In December 2004, we performed AESKULISA IgA and IgG anti-tTG assays (AESKU.DIAGNOSTICS, Wendelsheim, Germany) on the 3011 stored serum samples of subjects attending the 1994–1995 Busselton Health Study follow-up (the same samples tested for anti-EMA in our 2001 study).4
Serum samples giving at least one positive result, or equivocal results, of the AESKULISA IgA anti-tTG assay (cut-off, > 10 U/mL) and the AESKULISA IgG anti-tTG assay (cut-off, > 15 U/mL) were tested with the Genesis IgA anti-tTG assay (cut-off > 7 U/mL; Genesis Diagnostics Ltd, Cambridge, UK). In samples with negative results of the anti-tTG assays, serum IgA levels were measured. The procedure is summarised in Box 1.
Available subjects were reviewed by a gastroenterologist between December 2004 and July 2005, and a symptom questionnaire was completed. Blood was taken for repeat AESKULISA IgA/IgG anti-tTG and Genesis IgA anti-tTG testing; HLA-DQ2 and HLA-DQ8 haplotyping; full blood examination; measurement of serum ferritin, vitamin B12, vitamin D and blood sugar levels; and liver function tests.
If available for clinical review, subjects with low IgA levels were clinically assessed, had a repeat AESKULISA IgG anti-tTG assay and haplotyping performed. If appropriate, they were offered gastroscopy and distal duodenal biopsy. In unavailable subjects haplotyping was performed.
At least one positive result of an anti-tTG assay and confirmed duodenal changes of Marsh Classification type I or greater.16
Three positive results of antibody tests (IgA/IgG AESKULISA, Genesis or anti-EMA) and an HLA haplotype consistent with CD.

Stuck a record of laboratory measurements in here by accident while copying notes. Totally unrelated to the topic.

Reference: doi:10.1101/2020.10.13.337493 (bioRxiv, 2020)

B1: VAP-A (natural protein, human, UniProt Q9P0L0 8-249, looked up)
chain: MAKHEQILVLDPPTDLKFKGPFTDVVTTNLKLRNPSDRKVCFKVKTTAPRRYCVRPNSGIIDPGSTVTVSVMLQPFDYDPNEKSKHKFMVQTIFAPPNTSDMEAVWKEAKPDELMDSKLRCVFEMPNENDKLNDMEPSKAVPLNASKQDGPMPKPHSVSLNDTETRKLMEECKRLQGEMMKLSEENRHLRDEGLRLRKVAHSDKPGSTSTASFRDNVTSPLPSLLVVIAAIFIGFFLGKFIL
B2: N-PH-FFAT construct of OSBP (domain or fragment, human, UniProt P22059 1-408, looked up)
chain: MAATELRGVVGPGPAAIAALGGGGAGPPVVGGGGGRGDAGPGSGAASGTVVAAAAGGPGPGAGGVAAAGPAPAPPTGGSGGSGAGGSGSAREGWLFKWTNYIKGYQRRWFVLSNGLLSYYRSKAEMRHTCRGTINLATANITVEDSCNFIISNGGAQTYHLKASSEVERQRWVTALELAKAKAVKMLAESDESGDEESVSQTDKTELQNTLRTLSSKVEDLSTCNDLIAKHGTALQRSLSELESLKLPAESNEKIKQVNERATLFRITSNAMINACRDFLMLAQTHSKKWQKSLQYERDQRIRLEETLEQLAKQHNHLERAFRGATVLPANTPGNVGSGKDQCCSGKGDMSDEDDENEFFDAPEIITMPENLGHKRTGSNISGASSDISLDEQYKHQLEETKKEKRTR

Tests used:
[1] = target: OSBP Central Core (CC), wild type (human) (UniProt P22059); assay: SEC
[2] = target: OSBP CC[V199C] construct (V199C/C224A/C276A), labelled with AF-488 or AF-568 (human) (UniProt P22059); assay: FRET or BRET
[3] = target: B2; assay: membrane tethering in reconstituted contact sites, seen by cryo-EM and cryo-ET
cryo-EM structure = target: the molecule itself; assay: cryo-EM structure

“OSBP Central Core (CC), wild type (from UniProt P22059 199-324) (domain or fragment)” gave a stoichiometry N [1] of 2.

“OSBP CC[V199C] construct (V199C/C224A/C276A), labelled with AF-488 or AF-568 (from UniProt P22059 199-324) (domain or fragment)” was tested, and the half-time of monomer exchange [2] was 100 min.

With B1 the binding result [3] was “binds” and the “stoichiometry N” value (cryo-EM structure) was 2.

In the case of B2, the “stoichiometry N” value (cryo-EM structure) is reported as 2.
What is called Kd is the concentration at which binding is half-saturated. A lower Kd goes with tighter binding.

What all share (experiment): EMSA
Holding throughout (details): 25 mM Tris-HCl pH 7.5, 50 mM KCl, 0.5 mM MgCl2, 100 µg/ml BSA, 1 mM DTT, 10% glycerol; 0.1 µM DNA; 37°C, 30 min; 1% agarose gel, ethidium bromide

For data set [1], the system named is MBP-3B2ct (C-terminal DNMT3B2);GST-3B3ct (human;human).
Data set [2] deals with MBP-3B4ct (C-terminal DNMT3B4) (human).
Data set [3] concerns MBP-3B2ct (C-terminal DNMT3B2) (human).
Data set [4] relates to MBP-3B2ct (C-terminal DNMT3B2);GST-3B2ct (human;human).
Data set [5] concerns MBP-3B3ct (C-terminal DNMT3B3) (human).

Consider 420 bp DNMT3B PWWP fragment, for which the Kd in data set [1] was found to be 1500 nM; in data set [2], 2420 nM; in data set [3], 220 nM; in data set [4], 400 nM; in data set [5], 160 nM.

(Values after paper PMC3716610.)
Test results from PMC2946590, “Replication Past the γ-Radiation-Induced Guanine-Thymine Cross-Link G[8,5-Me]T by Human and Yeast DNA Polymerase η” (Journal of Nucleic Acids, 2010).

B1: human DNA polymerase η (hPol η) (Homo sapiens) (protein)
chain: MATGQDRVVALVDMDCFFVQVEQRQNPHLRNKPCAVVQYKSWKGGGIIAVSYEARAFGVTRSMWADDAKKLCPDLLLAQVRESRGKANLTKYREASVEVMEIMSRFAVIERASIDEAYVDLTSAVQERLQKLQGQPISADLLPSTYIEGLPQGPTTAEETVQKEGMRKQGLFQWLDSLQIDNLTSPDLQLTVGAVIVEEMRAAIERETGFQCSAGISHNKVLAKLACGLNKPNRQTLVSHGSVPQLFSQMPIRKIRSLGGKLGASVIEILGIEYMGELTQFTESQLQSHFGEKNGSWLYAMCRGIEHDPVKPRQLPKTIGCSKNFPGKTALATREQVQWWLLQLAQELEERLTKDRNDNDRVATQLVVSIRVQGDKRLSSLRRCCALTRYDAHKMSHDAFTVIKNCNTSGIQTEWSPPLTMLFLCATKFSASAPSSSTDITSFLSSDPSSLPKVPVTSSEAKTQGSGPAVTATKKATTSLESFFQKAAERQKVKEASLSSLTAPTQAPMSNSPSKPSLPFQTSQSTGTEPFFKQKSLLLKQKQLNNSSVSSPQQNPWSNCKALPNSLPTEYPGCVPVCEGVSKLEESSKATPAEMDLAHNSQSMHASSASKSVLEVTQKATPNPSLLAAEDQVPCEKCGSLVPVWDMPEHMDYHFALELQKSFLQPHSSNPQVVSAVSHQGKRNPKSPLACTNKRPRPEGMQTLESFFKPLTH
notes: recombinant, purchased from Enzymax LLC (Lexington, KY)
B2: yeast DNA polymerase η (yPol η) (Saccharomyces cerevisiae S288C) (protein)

Forty-seven serum samples gave positive results for at least one anti-tTG assay, a prevalence of 1.56%. The serological and duodenal biopsy results of the 47 subjects with at least one positive result of anti-tTG assays are summarised in Box 2.
Sixteen of the 47 subjects whose serum samples gave positive results of anti-tTG assays were unable to be clinically reviewed: five had died, 10 had changed their address (ie, could not be contacted), and one was too ill to participate in our study.
The remaining 31 subjects had a clinical review, and 21 subjects were able to have a gastroscopy and distal duodenal biopsy. A further six subjects had already had a distal duodenal biopsy. Thus, in 27 subjects, the presence or absence of CD was proved by biopsy.
Seventeen subjects met our criteria for definite CD, giving a prevalence of at least 0.56%. Of these, six subjects had histologically proven CD diagnosed outside our study; eight were diagnosed with histologically proven CD during our study; and three had three positive results of antibody assays, and an HLA haplotype consistent with CD, but were not available for clinical review or gastroscopy. By our definition, they were also considered to have definite CD.
Twelve subjects who had one or more positive results of anti-tTG assays, and an HLA haplotype consistent with CD, but were not available for clinical review or gastroscopy, were defined by our study to be of equivocal status.
In 17 subjects with one or more positive results of anti-tTG assays, CD was excluded: 13 subjects had normal results of a distal duodenal biopsy; and four subjects were unable to have a gastroscopy and biopsy and were diagnosed as not having CD on the basis of negative results of repeat anti-tTG assays.
All the subjects assessed had normal haemoglobin levels, but three subjects with confirmed CD were iron deficient. If CD was confirmed histologically, bone densitometry was recommended. Four of those with CD were diagnosed with osteoporosis.
Of the 11 subjects diagnosed with definite CD during our study (eight of whom were clinically assessed), four had symptoms of diarrhoea, four suffered from fatigue, five complained of excessive flatulence and bloating, and one complained of nausea and cramping.
Based only on subjects with definite CD (diagnosed on biopsy criteria), the positive predictive value of at least one positive anti-tTG assay result was 45.2%. This was low compared with the positive predictive value of three positive assay results, which was 94%.